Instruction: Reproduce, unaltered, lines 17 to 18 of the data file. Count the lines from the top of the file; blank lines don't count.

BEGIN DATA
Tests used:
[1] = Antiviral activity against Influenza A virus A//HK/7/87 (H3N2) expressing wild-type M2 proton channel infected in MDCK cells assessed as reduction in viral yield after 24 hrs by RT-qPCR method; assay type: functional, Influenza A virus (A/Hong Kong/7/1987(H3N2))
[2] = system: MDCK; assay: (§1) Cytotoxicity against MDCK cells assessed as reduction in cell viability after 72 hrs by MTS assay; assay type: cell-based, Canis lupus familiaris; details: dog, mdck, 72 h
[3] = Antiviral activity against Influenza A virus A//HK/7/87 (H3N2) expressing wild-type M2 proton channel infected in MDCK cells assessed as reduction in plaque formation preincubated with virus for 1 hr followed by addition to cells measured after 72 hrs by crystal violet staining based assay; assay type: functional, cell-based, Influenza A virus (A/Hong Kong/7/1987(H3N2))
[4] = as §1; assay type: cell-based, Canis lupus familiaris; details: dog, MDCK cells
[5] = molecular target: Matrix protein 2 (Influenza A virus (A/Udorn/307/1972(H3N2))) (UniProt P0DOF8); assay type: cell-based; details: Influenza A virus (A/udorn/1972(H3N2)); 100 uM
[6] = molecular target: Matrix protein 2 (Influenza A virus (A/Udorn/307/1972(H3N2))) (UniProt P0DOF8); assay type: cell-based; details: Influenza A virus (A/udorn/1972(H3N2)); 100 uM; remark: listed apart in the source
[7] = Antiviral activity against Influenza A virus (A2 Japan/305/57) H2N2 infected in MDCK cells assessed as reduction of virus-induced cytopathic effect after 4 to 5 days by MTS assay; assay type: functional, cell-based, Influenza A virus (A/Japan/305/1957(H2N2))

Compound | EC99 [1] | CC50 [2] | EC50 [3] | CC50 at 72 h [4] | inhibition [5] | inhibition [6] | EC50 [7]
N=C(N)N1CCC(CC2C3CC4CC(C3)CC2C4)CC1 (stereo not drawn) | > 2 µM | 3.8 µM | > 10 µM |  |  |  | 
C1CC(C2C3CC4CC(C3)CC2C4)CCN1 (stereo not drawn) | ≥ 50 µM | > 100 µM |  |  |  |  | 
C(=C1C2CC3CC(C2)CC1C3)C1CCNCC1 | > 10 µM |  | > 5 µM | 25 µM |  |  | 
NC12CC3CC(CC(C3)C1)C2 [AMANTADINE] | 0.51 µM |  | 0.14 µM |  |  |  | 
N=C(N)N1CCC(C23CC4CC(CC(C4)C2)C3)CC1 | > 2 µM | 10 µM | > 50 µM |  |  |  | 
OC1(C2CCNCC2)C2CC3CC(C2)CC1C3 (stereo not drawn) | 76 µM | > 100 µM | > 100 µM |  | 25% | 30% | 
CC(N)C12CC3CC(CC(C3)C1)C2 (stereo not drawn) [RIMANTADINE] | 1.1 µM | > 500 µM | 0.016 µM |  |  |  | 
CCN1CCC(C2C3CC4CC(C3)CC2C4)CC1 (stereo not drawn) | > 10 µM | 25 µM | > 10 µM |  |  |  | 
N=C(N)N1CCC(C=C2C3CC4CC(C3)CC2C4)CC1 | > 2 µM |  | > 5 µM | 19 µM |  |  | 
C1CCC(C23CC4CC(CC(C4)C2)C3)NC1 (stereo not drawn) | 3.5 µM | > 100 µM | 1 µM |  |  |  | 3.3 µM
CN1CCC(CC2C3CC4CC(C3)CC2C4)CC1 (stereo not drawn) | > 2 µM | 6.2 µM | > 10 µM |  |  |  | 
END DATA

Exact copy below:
CCN1CCC(C2C3CC4CC(C3)CC2C4)CC1 (stereo not drawn) | > 10 µM | 25 µM | > 10 µM |  |  |  | 
N=C(N)N1CCC(C=C2C3CC4CC(C3)CC2C4)CC1 | > 2 µM |  | > 5 µM | 19 µM |  |  | 